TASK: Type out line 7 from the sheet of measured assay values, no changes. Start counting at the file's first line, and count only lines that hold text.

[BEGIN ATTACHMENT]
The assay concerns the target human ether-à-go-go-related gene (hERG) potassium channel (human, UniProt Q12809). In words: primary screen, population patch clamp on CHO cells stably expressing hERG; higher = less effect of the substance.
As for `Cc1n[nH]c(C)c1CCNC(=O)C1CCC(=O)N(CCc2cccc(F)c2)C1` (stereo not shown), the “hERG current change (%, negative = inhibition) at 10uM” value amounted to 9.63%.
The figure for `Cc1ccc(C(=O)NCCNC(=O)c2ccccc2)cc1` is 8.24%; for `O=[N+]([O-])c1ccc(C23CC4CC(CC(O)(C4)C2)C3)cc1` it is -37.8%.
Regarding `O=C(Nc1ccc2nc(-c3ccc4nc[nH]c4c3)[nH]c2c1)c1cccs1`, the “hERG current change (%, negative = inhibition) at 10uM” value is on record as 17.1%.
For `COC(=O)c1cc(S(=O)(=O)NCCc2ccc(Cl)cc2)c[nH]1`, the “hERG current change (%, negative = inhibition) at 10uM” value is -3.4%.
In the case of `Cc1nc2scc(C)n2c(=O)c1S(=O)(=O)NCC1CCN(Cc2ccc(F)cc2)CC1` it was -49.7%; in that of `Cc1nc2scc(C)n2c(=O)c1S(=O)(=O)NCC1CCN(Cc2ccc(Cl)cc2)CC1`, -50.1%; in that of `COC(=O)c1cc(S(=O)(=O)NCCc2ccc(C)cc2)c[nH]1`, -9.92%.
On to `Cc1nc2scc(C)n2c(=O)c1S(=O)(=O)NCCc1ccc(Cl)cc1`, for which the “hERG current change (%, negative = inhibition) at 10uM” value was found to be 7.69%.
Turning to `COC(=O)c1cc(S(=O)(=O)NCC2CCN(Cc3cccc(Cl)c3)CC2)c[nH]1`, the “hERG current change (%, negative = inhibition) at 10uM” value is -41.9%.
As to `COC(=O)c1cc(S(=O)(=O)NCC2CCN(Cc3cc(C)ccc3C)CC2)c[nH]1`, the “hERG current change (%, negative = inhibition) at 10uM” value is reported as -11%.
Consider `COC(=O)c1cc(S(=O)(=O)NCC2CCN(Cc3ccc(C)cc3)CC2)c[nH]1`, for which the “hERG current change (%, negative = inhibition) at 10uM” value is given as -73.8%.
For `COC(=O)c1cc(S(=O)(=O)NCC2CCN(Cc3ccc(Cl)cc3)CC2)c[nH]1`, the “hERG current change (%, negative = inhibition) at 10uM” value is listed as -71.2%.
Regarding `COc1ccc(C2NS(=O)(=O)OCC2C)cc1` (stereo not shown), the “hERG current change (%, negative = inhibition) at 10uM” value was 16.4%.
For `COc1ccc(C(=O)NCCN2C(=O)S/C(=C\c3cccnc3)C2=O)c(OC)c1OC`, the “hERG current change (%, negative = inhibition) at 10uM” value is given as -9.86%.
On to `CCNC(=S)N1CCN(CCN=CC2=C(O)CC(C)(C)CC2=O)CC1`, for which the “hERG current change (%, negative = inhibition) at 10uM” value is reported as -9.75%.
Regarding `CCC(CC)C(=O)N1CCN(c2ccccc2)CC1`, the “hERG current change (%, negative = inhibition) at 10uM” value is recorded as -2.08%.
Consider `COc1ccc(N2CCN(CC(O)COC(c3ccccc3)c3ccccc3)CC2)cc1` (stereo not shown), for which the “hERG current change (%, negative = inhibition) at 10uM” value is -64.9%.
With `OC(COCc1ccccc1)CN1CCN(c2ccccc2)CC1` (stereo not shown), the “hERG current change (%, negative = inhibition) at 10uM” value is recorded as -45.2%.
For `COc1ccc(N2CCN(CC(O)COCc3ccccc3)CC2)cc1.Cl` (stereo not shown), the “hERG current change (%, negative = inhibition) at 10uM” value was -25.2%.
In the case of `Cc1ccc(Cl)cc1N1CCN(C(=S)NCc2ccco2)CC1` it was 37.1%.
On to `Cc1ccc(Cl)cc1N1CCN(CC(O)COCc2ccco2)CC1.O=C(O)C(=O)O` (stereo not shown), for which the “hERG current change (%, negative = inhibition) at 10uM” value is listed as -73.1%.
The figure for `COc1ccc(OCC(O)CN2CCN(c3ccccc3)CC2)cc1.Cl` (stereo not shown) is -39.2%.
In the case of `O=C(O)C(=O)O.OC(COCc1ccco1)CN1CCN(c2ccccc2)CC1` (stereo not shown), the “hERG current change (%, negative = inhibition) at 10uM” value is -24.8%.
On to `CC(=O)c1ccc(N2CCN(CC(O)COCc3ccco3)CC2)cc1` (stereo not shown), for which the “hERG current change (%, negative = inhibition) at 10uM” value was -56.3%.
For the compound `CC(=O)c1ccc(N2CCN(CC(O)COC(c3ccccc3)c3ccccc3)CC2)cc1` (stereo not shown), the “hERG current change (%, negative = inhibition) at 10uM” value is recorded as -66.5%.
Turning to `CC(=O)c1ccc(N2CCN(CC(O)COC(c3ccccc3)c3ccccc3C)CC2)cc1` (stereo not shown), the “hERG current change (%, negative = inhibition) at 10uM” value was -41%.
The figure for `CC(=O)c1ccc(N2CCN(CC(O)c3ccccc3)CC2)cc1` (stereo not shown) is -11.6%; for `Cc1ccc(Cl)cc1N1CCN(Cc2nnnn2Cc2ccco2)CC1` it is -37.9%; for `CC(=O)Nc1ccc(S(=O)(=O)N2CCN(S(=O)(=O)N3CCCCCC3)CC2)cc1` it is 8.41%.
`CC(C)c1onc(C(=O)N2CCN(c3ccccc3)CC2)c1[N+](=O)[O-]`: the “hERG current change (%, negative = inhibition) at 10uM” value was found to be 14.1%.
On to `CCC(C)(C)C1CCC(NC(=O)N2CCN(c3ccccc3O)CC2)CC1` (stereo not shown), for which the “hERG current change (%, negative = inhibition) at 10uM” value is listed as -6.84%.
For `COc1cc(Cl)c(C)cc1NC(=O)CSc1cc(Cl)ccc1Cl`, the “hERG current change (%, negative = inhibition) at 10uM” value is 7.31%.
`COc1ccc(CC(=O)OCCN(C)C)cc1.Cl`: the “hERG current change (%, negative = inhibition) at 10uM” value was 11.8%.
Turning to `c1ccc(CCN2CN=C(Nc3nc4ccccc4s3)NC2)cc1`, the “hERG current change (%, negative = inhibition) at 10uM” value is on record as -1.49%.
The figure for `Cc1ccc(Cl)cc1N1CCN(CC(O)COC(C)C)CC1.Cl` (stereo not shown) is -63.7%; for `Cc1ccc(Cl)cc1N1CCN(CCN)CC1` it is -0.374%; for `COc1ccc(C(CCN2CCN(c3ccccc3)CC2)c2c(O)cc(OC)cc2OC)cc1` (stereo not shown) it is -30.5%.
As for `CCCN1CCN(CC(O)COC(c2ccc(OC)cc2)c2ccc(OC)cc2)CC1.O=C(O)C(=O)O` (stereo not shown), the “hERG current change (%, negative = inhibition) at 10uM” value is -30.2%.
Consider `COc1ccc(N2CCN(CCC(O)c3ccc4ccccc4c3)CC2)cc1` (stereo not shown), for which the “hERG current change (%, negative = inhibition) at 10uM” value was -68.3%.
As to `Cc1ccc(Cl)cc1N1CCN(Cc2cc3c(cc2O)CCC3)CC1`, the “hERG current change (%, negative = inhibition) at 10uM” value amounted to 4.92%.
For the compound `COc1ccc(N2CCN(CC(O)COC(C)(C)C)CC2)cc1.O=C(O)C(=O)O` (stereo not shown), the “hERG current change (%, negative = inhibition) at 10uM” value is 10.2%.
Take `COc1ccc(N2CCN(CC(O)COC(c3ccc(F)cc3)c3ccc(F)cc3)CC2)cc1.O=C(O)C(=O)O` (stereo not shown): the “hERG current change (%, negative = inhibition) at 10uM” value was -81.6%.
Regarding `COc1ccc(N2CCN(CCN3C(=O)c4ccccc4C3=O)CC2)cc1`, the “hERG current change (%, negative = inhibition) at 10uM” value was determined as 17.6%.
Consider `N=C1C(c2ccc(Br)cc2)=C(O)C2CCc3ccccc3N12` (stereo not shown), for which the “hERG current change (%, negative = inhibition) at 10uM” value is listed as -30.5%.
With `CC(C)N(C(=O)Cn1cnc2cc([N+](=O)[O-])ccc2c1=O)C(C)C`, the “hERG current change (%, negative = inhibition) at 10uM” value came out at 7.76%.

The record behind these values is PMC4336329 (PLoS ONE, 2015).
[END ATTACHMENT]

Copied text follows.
On to `Cc1nc2scc(C)n2c(=O)c1S(=O)(=O)NCCc1ccc(Cl)cc1`, for which the “hERG current change (%, negative = inhibition) at 10uM” value was found to be 7.69%.